Sex matters

Quite recently at a party I heard an English friend expressing her opinions on the French attitudes to sex. She said that in England, girls wait until they get to know you before they have sex with you. In France, they have sex with you to get to know you. It was a perfectly reasonable assertion.

Thanks to the corroboration of a male expat friend, there are other consistencies that ring true in regard to French bedroom politics. Firstly English girls — how can I put this delicately? — tend to avoid intercourse on a first date. It’s just the way they are. Call it a throwback to 1950s prudishness. They just don’t want you to think they’re easy — despite the fact that it’s often them who asked you to go back to their place. There is also the necessary notion of trust and feeling comfortable with a person, all of which, is perfectly understandable. English men are used to this and have a tendency to respect the rules.

In France it’s the opposite. Here, sex is the staple of the bedroom, as readily available as a hearty steak frites. That is not to say that French girls are easy. Rather, they are liberated. They understand that they can, in the 21st century, have their cake and eat it or – to give an audio-visual analogy – have their sex On Demand. They don’t have to wait several weeks discovering you have an aunty Rita in Edinburgh, and a cat, and that you like to rearrange your sock drawer on Sunday afternoons. They just want to fuck you. Right here, right now.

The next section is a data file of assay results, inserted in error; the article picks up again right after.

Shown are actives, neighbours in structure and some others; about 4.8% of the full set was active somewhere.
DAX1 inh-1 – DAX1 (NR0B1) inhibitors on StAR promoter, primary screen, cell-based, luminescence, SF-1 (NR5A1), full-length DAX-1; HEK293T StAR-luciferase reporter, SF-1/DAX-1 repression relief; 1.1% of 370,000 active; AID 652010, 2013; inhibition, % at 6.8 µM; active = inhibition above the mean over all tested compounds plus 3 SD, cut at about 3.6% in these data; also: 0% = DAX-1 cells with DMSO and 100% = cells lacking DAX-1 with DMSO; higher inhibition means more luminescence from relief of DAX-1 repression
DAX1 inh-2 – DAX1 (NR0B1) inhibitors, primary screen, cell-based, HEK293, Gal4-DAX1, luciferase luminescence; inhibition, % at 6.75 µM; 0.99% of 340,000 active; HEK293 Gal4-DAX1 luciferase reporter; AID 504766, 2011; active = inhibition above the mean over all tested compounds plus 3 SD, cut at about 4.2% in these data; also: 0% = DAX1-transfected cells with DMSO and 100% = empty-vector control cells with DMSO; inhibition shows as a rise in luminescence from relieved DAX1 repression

Strangely – and ironically for a country famed for the succulence of its saucisson – fellatio is quite often struck off the menu. What might be found at the bottom of an English bargain bin, is actually a rare delicacy in France; an After Eight to be passed round on birthdays and special occasions. Is this a power thing, I hear you wonder, or some deep-lying pyschosexual rejection of the phallus? Recently, I had a French friend test the theory in the Parisian cupcake shop in which she works. The resounding response was simple: “We don’t mind going down on you. We just feel self-conscious at the moment when we have to shuffle our bodies into position.” So therein lies your answer.

Same old merde

I often joke that my natural neuroticism makes me an inappropriate representative to fly the British flag abroad on this subject. Thankfully there are others who have been brave enough to tackle the theme in print.

Writer Stephen Clarke, whose novel A Year in the Merde made him an overnight celebrity in France, has turned the inadequate Englishman abroad syndrome into an art form. His Merde novels deal predominantly with his character Paul West, 27 (my age!) and his catastrophic sexploits with everyone from left-wing feminists to African immigrants and even his boss’s daughter. It is said that Clarke based his novel on autobiographical experiences. Since for the last four years I’ve occupied the same position in a Paris magazine that he did, am I therefore doomed to follow in his unromantic footsteps?

The short answer is no. I’m leaving Paris and returning to England, at least for the time being. It’s back to a country where the dating code is as sure as eggs is eggs and where girls put milk in their tea instead of ice cubes. I figured this way when I get dumped, at least it’ll be in my native language.

And I remain convinced that there’ll be more tears before bedtime.